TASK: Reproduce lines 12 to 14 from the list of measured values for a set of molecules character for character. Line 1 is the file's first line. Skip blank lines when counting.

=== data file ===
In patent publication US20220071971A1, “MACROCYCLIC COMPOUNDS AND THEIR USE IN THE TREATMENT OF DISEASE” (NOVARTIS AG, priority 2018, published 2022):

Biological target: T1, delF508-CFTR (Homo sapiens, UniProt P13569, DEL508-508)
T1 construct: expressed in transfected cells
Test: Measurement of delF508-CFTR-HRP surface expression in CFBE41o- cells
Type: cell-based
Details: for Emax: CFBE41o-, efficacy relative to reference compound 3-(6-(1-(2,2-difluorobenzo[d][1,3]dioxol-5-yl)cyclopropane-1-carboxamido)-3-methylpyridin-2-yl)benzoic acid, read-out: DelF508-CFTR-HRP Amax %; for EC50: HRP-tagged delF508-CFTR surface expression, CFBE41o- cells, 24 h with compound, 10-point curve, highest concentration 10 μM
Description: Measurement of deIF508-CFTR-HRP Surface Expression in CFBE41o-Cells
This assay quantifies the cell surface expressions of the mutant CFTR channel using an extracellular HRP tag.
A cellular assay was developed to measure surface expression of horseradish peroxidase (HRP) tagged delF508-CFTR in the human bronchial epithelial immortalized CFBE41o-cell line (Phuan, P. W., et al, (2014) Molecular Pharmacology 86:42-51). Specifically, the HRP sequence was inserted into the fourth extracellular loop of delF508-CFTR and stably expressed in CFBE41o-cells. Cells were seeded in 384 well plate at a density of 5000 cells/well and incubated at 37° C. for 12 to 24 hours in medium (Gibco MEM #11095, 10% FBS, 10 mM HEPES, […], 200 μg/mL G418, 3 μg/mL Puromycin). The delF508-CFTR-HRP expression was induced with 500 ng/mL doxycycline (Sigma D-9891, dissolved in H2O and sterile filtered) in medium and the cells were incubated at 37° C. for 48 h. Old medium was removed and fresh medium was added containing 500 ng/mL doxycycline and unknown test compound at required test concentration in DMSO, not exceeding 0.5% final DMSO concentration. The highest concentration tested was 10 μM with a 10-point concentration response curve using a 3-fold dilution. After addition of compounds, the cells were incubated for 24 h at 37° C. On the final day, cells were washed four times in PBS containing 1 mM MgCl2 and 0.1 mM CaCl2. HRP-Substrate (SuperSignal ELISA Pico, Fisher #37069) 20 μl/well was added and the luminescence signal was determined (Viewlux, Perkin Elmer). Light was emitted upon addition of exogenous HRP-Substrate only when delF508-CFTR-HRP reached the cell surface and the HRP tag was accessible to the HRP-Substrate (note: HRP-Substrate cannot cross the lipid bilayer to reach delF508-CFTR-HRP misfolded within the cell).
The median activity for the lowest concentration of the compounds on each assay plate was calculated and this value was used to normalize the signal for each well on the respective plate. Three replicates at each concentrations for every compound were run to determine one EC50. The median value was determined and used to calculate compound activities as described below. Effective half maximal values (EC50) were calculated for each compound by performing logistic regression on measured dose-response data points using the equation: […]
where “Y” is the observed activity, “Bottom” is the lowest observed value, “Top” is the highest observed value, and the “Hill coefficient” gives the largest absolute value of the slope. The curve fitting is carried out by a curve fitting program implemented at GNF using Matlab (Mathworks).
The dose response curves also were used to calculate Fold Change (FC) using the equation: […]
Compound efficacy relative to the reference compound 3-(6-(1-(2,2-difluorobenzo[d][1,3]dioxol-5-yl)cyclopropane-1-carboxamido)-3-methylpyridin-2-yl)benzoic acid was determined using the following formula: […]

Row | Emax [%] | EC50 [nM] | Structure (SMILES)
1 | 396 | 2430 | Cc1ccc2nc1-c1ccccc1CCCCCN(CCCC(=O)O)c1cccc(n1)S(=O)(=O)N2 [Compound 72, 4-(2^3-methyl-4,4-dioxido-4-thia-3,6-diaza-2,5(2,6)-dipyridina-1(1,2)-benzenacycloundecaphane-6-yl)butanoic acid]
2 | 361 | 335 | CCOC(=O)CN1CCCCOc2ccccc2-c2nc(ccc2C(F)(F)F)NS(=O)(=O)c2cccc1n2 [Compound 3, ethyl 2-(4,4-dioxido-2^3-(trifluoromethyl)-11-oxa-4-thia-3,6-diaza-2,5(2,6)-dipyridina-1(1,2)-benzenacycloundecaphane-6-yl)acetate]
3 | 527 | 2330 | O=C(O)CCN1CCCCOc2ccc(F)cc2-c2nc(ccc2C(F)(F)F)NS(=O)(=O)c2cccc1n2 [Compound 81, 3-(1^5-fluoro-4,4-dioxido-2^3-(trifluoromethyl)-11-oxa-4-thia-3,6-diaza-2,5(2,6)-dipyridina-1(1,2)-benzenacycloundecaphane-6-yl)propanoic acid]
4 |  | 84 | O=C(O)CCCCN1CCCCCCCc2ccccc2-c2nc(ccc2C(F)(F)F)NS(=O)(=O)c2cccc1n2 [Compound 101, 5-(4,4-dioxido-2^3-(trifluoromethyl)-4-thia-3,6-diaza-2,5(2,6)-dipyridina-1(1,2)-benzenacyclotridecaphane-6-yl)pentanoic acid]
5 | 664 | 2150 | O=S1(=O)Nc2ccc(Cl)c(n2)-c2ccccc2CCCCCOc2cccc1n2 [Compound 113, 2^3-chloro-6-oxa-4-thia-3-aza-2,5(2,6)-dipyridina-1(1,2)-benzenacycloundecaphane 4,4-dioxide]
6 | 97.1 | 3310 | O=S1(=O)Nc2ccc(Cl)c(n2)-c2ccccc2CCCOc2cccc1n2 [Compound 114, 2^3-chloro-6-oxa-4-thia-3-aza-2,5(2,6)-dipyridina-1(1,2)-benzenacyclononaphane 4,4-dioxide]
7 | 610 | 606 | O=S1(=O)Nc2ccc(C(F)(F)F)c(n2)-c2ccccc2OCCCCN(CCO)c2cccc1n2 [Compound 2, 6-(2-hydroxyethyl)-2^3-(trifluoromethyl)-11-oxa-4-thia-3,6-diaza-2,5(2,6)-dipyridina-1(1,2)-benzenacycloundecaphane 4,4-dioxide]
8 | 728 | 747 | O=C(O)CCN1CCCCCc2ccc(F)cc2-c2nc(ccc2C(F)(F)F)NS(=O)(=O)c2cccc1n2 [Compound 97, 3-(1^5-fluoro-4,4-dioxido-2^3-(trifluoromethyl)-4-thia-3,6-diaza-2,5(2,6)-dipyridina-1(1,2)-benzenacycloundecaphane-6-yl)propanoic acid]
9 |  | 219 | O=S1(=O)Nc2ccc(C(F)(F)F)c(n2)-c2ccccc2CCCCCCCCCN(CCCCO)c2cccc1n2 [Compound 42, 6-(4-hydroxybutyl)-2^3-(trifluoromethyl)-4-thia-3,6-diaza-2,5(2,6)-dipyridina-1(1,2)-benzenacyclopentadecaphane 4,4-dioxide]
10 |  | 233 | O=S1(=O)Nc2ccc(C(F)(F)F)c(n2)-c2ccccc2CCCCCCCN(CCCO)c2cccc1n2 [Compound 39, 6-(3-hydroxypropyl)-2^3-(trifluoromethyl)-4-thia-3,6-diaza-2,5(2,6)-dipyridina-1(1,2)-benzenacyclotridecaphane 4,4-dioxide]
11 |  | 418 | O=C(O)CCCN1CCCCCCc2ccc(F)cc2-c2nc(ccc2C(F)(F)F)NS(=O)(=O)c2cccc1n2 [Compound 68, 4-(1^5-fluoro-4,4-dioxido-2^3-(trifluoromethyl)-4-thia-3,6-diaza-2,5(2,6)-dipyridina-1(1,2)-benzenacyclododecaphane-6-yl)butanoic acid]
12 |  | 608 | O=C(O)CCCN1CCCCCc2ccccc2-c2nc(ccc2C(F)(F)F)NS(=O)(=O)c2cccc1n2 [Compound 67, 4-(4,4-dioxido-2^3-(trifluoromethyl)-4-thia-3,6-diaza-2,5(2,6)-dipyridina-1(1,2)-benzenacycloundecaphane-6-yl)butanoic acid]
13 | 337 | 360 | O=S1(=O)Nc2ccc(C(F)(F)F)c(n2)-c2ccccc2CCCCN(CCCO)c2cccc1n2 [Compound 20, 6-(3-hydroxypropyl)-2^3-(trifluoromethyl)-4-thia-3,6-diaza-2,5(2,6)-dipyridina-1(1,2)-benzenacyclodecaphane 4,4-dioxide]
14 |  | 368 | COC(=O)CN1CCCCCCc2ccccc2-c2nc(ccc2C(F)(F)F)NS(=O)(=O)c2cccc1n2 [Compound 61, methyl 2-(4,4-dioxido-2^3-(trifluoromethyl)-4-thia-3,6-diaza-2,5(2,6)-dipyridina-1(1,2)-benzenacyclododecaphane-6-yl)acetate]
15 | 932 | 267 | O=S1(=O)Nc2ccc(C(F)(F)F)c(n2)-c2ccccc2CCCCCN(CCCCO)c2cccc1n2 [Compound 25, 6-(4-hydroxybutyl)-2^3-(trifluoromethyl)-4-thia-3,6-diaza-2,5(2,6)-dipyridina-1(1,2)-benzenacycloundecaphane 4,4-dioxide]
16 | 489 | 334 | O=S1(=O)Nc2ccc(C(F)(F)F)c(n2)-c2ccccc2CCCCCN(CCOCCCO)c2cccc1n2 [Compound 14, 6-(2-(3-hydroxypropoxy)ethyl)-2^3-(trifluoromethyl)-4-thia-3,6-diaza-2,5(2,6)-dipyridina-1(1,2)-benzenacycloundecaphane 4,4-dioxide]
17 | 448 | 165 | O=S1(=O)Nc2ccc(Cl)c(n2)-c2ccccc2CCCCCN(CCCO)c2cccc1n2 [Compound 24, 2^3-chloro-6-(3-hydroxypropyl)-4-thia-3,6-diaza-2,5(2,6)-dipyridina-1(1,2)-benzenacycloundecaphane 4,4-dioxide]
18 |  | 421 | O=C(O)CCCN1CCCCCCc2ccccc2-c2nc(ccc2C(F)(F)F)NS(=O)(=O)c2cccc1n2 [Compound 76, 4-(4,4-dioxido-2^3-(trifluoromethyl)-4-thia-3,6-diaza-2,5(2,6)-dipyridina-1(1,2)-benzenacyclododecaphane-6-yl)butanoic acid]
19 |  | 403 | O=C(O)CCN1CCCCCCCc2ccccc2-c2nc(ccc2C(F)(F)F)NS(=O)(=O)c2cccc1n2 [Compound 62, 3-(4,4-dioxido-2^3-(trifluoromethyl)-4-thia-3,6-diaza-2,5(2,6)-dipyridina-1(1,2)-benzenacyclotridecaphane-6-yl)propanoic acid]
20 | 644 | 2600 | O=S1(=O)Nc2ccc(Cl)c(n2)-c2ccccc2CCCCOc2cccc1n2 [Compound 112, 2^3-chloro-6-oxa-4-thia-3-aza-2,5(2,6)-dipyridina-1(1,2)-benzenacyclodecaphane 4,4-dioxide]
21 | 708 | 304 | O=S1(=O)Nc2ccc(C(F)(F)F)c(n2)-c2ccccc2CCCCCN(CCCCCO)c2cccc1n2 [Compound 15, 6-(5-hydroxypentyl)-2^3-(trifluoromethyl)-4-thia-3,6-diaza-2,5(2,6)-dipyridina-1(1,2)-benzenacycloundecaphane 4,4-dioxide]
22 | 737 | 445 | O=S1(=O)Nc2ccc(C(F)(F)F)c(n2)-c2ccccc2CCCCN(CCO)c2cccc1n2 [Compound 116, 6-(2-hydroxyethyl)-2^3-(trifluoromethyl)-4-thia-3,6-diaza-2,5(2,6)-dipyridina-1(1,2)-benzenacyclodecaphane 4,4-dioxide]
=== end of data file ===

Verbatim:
The dose response curves also were used to calculate Fold Change (FC) using the equation: […]
Compound efficacy relative to the reference compound 3-(6-(1-(2,2-difluorobenzo[d][1,3]dioxol-5-yl)cyclopropane-1-carboxamido)-3-methylpyridin-2-yl)benzoic acid was determined using the following formula: […]

Row | Emax [%] | EC50 [nM] | Structure (SMILES)